'Hangover' producer says new production company employs primarily women of color

Scott Budnick, the producer of the “Hangover” and “Old School” movies, says he made diversity a top priority at his new production company.

“The company is majority women of color,” Budnick, who is the CEO and founder of One Community, told Hill.TV’s Jamal Simmons during an interview that aired on Monday.

“When we walk into meetings in Hollywood that is kind of very male and very white — it’s definitely a different look,” he continued. “But really I think that of course makes us all better.”

Budnick added that the production company has also made an conscious effort to hire former inmates throughout the company, including assistants, interns and executives.

“We want to come to a place of real proximity to the stories we’re telling,” he told Hill.TV.

Budnick made a name for himself creating blockbuster comedies, but in 2013 he decided to switch gears and focus his attention on social justice issues, such as criminal justice reform. He went on to form a support network for former prison inmates known as the Anti-Recidivism Coalition, and in 2018 he created production company One Community.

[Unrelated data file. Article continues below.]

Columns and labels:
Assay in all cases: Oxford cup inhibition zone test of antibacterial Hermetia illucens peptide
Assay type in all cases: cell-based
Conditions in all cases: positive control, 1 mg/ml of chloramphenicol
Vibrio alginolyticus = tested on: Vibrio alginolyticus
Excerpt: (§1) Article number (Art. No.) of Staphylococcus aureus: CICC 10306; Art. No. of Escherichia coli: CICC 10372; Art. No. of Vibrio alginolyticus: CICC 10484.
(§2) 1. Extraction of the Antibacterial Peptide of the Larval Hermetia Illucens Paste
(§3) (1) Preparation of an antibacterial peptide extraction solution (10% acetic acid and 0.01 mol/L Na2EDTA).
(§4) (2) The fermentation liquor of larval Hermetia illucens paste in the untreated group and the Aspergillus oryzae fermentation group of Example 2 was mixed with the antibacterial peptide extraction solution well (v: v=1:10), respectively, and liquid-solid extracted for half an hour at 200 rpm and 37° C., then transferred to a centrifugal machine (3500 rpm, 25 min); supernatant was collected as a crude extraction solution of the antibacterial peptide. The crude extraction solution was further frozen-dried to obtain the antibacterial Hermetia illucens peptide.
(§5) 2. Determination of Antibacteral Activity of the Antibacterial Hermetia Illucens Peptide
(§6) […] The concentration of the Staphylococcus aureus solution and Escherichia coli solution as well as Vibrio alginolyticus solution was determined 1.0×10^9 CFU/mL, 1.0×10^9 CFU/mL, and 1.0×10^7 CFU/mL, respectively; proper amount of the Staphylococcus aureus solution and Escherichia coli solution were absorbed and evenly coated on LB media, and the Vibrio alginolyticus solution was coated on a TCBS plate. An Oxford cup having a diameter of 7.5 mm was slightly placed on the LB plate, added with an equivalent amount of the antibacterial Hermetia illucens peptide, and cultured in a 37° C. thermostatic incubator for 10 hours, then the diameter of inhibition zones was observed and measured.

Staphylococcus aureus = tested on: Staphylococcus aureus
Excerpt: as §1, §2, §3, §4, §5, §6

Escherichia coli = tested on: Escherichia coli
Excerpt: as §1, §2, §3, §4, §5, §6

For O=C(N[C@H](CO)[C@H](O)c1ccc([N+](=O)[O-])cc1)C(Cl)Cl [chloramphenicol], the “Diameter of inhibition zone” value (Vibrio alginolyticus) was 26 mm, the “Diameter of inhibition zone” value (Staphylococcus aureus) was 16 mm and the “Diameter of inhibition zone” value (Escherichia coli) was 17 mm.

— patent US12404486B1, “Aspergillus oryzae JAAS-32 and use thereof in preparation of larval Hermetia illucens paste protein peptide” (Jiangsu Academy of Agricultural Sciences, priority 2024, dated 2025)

One Community, formally known as “Good Films,” has raised $50 million in slate financing. The company aims to create movies and shows geared towards sparking positive social change.

The production company is a co-financer on the upcoming Warner Bros. release, “Just Mercy.” The film chronicles the story of civil rights defense attorney Bryan Stevenson and his fight to free an innocent man from death row.

Budnick said the upcoming movie, which stars Michael B. Jordan and Jamie Foxx, isn’t a typical issue-based film, saying he doesn’t like content that tries to “preach” to viewers. 

“I don’t like to call it a social impact campaign only because I really believe this is a big, movie star-driven awards-winning film,” he told Hill.TV. “It’s not an eat your vegetables, take your medicine issue-type film.”

The producer hopes the film will create more awareness around the need for criminal justice reform.

In December, President Trump signed the bipartisan criminal justice reform bill known as the First Step Act into law.

The sweeping legislation is aimed at reducing mandatory minimum sentences in certain instances and preventing lapses in criminal offenses by helping former inmates reenter society.

But some advocates argue that criminal justice reform still has a long way to go, saying the overhaul only addresses prisoners at the federal level, which accounts for just a small percentage of the overall U.S. prison population.

“From the left and the right, there are going to be ways to activate around criminal justice reform once you see this film,” he told Hill.TV.

“Just Mercy” is set to open nationwide on Martin Luther King Jr. Day on January 20, 2020.

—Tess Bonn